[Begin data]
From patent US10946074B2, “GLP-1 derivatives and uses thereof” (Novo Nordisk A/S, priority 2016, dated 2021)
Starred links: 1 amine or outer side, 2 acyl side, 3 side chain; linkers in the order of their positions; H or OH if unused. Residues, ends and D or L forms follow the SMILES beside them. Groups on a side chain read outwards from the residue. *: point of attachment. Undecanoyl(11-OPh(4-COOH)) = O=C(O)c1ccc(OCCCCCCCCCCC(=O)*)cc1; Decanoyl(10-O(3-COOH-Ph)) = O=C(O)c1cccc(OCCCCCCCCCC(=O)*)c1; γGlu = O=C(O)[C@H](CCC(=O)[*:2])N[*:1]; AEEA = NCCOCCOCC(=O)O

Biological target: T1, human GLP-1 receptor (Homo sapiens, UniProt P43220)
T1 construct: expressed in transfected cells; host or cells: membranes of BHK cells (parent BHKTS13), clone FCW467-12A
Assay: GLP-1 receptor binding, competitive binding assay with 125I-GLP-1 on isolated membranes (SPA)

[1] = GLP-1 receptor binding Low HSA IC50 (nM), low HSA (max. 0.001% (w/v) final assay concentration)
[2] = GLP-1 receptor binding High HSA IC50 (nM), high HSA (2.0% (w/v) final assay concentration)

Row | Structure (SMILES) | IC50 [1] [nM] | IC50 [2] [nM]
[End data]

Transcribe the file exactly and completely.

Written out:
From patent US10946074B2, “GLP-1 derivatives and uses thereof” (Novo Nordisk A/S, priority 2016, dated 2021)
Starred links: 1 amine or outer side, 2 acyl side, 3 side chain; linkers in the order of their positions; H or OH if unused. Residues, ends and D or L forms follow the SMILES beside them. Groups on a side chain read outwards from the residue. *: point of attachment. Undecanoyl(11-OPh(4-COOH)) = O=C(O)c1ccc(OCCCCCCCCCCC(=O)*)cc1; Decanoyl(10-O(3-COOH-Ph)) = O=C(O)c1cccc(OCCCCCCCCCC(=O)*)c1; γGlu = O=C(O)[C@H](CCC(=O)[*:2])N[*:1]; AEEA = NCCOCCOCC(=O)O

Biological target: T1, human GLP-1 receptor (Homo sapiens, UniProt P43220)
T1 construct: expressed in transfected cells; host or cells: membranes of BHK cells (parent BHKTS13), clone FCW467-12A
Assay: GLP-1 receptor binding, competitive binding assay with 125I-GLP-1 on isolated membranes (SPA)

[1] = GLP-1 receptor binding Low HSA IC50 (nM), low HSA (max. 0.001% (w/v) final assay concentration)
[2] = GLP-1 receptor binding High HSA IC50 (nM), high HSA (2.0% (w/v) final assay concentration)

Row | Structure (SMILES) | IC50 [1] [nM] | IC50 [2] [nM]